Mr. Mancera is fond of pop and salsa music, and is sporty -.he practises the Israeli self-defence discipline Krav Maga. He is divorced and the father of two children from his second marriage, Miguel, eight, and Leo, five.
Security, infrastructure, culture, science and social issues, including women rights, are among Mr. Mancera’s priorities.
Isabel Miranda de Wallace
Isabel Miranda de Wallace is the centre-right National Action Party (PAN) mayoral candidate. Born in Mexico City in 1951, she is a social activist and president of "Stop Kidnap", which she founded after the abduction and murder of her businessman son, Hugo Miranda Wallace, in July 2005. In 2010 she received the National Human Rights Award from President Felipe Calderon.
A school teacher by profession, she rose from obscurity after the kidnapping. For five years she managed to restrain her son's kidnappers from committing murder, during which time she founded "Stop Kidnap" and proposed a law for the protection of the rights of kidnap victims, which was subsequently approved in the Mexican House of Representatives. Her work has resulted in the gaining of a number of national and international awards, including in December 2010 the National Human Rights Prize for her part in the promotion and defence of the rights of kidnap victims.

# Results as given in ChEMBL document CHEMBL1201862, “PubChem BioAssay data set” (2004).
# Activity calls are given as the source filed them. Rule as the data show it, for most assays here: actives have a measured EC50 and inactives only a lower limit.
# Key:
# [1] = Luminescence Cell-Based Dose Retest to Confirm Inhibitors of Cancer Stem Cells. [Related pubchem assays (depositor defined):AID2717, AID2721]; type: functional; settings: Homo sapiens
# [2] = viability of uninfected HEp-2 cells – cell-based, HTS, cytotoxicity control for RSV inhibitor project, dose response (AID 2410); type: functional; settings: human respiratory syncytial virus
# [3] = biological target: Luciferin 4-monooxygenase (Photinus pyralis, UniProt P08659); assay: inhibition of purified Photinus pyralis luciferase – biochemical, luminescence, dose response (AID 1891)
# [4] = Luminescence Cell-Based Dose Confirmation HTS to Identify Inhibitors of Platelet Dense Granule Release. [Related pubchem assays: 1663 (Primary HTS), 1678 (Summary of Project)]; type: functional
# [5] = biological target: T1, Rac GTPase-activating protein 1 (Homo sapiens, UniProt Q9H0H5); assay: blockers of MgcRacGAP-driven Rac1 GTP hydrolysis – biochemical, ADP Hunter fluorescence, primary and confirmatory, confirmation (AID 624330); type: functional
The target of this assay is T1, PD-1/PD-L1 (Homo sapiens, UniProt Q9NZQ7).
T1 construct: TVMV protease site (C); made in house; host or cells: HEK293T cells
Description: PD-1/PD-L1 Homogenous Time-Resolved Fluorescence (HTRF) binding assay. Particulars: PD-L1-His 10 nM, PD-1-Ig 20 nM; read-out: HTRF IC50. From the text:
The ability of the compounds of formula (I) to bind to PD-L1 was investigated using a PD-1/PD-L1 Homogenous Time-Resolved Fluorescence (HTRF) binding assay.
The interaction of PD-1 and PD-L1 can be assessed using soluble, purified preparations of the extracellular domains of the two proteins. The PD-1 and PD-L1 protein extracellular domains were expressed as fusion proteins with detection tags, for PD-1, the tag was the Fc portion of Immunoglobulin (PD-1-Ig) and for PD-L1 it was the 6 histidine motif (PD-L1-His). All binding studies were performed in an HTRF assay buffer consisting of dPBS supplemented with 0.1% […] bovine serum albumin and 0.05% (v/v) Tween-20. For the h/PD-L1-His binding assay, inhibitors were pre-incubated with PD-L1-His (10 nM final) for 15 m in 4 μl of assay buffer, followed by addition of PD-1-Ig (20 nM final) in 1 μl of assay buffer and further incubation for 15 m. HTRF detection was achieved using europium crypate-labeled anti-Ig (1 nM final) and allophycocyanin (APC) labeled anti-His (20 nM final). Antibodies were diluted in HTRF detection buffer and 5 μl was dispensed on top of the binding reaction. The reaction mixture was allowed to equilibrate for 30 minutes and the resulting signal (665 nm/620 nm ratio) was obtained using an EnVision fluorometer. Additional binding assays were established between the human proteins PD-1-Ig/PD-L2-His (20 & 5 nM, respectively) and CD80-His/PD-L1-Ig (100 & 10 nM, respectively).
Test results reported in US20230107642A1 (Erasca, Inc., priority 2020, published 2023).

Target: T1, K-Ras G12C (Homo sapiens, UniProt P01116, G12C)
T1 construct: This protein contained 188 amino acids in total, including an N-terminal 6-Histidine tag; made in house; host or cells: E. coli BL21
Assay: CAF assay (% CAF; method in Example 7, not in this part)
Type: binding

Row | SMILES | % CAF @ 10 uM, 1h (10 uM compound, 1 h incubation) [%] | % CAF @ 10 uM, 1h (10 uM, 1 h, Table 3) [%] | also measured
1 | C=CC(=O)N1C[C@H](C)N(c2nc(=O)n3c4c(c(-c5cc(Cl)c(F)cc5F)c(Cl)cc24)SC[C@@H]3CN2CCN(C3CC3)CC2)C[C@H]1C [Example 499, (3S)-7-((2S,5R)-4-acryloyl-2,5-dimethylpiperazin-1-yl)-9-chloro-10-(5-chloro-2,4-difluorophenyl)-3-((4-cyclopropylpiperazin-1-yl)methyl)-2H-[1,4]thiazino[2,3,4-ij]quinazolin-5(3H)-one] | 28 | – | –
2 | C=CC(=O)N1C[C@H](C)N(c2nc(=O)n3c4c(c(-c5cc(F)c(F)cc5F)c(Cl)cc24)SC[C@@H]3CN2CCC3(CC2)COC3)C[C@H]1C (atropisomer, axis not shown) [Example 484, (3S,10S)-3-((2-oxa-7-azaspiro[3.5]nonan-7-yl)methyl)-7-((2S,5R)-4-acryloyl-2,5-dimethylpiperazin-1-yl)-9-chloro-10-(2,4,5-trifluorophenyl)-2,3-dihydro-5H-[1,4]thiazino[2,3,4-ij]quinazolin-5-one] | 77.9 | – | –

Mrs. Wallace is an activist who enjoys great respect, recognition and credibility in Mexico. Who magazine placed her among the 50 most influential people in Mexico, while Time magazine considered her as a finalist in its Person of the Year award.
The tragedy of her circumstances caused her to focus her skills, instincts, tenacity and strength to help not only her own family but thousands of others who have suffered a similar fate.
To establish that her son’s kidnapping was one of organised crime, she had to prove the participation of more than three people in more than two kidnappings. She decided on a billboard campaign seeking the help of citizens in denouncing new cases where people would recognise one or more of the six offenders who participated in the kidnapping of her son. The strategy worked and was the watershed for what is now known as the Wallace Case.
Her case received widespread coverage nationally and internationally. The story of a mother willing to do anything to get her son back, facing not only organised criminals but also the apathy, bureaucracy and ineptitude of certain authorities, reflected the despair and experience of thousands of Mexicans. Mrs. Wallace dedicated herself to combating the culture of criminal impunity and to promoting changes in the administration of justice.